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November 2013

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This month's challenge was both too easy and too hard:

It was too easy, since Wikipedia has the formula (http://en.wikipedia.org/wiki/Hypercube) and one solution is very simple: f(5,0)=f(4,1)=f(16,15)=32

There are several families of solutions:

F(x,x-1) = 2x, so we can complete every non-trivial pair into a triplet. One that many of you discovered is f(m+2^m-1,0) = f(2^m,1)

Yevgeny Pyasetskiy sent us another sequence: f(3*k+2,k) = f(3*k+2,k+1)

Oleg Vlasii gave us a more complicated sequence:
f(p_n - 1; q_n) = f(p_n; q_n - 1)
where p_1=5, q_1=1
p_2 = 174, q_2 = 30
p_{n+1} = 34p_n - p_{n-1} + 4
q_{n+1} = 34q_n - q_{n-1} - 4

And there are also more sporadic solutions, such as:
f(7, 2) = f(9, 6) = f(336, 335)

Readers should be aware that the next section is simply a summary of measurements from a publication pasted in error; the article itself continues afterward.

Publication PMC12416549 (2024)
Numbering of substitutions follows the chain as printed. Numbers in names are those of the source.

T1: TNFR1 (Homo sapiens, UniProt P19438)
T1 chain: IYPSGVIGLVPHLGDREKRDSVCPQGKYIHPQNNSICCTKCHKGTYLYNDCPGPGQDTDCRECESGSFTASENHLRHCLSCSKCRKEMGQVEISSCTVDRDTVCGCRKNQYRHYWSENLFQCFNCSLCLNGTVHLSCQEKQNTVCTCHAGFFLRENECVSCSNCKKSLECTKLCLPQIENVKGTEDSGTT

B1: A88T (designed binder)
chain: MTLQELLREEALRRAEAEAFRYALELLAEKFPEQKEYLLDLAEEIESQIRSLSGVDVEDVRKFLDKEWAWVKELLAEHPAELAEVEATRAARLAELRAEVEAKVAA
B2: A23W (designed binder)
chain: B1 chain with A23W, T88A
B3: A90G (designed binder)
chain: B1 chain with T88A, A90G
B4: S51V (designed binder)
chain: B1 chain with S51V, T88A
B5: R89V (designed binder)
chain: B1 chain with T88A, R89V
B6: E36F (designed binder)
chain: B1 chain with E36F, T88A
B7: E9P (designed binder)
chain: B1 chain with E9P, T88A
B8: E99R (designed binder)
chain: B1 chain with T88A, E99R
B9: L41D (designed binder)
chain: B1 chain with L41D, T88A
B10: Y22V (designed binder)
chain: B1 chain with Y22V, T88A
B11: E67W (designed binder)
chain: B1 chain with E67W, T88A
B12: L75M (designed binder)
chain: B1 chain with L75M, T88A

f(10, 5)= f(64, 62)= f(4032, 4031)
f(8, 1)= f(10, 0)= f(512, 511)
f(13, 8)= f(144, 142)= f(20592, 20591)
f(7, 1)= f(8, 5)= f(224, 223)
f(15, 11)= f(105, 103) =f(10920, 10919)
f(13, 4) = f(66, 63) = f(183040, 183039) 
f(22, 16) = f(154, 151) = f(2387616, 2387615)
f(83, 48) = f(85, 51) = f(5284246911660441908808151266754560, 5284246911660441908808151266754559)

But the challenge was also too difficult, since the bonus question was an open one, See Singmaster's conjecture (http://en.wikipedia.org/wiki/Singmaster%27s_conjecture) as a reference to a similar problem.


If you have any problems you think we might enjoy, please send them in. All replies should be sent to: webmster@us.ibm.com